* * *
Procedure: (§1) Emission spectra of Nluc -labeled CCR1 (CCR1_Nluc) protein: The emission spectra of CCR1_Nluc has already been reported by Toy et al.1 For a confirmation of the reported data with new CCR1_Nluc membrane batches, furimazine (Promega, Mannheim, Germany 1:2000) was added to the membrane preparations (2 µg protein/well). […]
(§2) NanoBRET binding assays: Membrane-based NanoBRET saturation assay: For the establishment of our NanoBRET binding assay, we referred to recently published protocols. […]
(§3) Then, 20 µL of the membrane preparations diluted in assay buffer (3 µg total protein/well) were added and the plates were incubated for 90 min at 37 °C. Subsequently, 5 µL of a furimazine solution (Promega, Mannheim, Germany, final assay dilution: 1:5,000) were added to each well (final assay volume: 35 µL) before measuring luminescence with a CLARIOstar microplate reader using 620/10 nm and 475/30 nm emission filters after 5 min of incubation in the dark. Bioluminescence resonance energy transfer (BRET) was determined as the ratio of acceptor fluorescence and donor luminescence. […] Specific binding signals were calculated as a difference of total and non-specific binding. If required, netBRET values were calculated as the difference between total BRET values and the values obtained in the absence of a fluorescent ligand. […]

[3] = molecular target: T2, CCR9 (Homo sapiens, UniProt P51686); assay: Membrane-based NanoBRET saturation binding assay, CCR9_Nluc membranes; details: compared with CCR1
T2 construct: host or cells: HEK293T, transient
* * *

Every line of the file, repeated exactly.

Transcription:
Procedure: (§1) Emission spectra of Nluc -labeled CCR1 (CCR1_Nluc) protein: The emission spectra of CCR1_Nluc has already been reported by Toy et al.1 For a confirmation of the reported data with new CCR1_Nluc membrane batches, furimazine (Promega, Mannheim, Germany 1:2000) was added to the membrane preparations (2 µg protein/well). […]
(§2) NanoBRET binding assays: Membrane-based NanoBRET saturation assay: For the establishment of our NanoBRET binding assay, we referred to recently published protocols. […]
(§3) Then, 20 µL of the membrane preparations diluted in assay buffer (3 µg total protein/well) were added and the plates were incubated for 90 min at 37 °C. Subsequently, 5 µL of a furimazine solution (Promega, Mannheim, Germany, final assay dilution: 1:5,000) were added to each well (final assay volume: 35 µL) before measuring luminescence with a CLARIOstar microplate reader using 620/10 nm and 475/30 nm emission filters after 5 min of incubation in the dark. Bioluminescence resonance energy transfer (BRET) was determined as the ratio of acceptor fluorescence and donor luminescence. […] Specific binding signals were calculated as a difference of total and non-specific binding. If required, netBRET values were calculated as the difference between total BRET values and the values obtained in the absence of a fluorescent ligand. […]

[3] = molecular target: T2, CCR9 (Homo sapiens, UniProt P51686); assay: Membrane-based NanoBRET saturation binding assay, CCR9_Nluc membranes; details: compared with CCR1
T2 construct: host or cells: HEK293T, transient